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WSU students still wait for money

Computer glitch delays financial aid to thousands across state

By Jacques Von Lunen
Published: August 23, 2012, 5:00pm

Thousands of Washington State University students, including many attending the Vancouver campus, still have not received their financial aid disbursements for the current semester because of a computer glitch.

The money from loans and grants typically arrives in students’ personal bank accounts no later than the first day of the term, which was Monday, university officials said.

But late this week, long lines of waiting students snaked out of financial aid offices on all WSU campuses, as first reported in the student newspaper, the Daily Evergreen.

Students typically cover some living expenses from financial aid. But more pressing, the aid money pays for books and tuition, both of which are due within days after the start of the semester.

The delay is happening now because this is the first semester in which all modules of a new student information system are

on line, said Nancy Youlden, vice chancellor for student affairs at WSUV.

The system, known to staff and students as the zzusis portal, holds student data on registration, grades and financial aid. Until two years ago, those data were kept on a platform built by WSU employees three decades ago, Youlden said.

“It was developed before we had branch campuses,” she said. “It was clear we needed a new system.”

The university purchased a system from computer giant Oracle to replace its homegrown, aging portal. Youlden called the new system “a huge leap,” and said everyone would appreciate its capabilities once it’s running smoothly.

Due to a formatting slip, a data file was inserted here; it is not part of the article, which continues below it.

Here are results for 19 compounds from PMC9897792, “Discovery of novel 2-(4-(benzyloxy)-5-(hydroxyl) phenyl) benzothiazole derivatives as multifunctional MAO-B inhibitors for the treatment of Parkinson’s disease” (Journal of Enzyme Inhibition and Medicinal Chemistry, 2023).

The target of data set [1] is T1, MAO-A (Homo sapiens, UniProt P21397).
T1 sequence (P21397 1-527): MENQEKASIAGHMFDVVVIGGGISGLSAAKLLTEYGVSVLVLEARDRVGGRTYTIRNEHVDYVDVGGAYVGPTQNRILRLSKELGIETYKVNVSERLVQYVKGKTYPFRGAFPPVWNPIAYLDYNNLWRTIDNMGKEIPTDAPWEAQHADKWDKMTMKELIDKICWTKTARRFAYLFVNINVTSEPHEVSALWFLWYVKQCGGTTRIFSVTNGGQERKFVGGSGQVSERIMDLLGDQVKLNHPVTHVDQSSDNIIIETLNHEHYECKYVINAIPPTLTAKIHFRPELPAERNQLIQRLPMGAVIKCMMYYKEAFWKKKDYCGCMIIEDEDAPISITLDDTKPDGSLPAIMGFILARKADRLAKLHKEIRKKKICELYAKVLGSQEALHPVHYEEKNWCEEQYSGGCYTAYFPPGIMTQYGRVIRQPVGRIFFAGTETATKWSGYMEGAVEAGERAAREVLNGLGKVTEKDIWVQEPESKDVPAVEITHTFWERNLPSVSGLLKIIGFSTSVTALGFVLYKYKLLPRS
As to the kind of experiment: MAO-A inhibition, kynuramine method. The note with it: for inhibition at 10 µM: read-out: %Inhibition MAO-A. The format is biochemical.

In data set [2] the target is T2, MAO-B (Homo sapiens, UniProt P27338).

That’s not the case yet.

Only about $53 million has been disbursed to WSU students so far, WSU President Elson Floyd wrote on his Web page. Officials originally expected to give out more than $100 million this week, Youlden said.

The university has made concessions to students after the computer glitch. Floyd moved the deadline by which late fees would be assessed on tuition from Sept. 4 to Oct. 1. Students can apply for short-term loans of $2,000 — up from $1,000 available previously — Youlden said. However, because of the great demand, that process also is slower than usual, with students having to wait several days for the emergency money, she said.

Campus libraries are giving out copied pages of textbooks to help students who can’t pay for their books right now, she said.

The state auditor’s office will look into the problems leading to the financial aid delay and make sure the causes are being addressed, Mindy Chambers, the auditor’s spokeswoman, told the Associated Press.

Jacques Von Lunen: 360-735-4515; http://twitter.com/col_schools; jacques.vonlunen@columbian.com.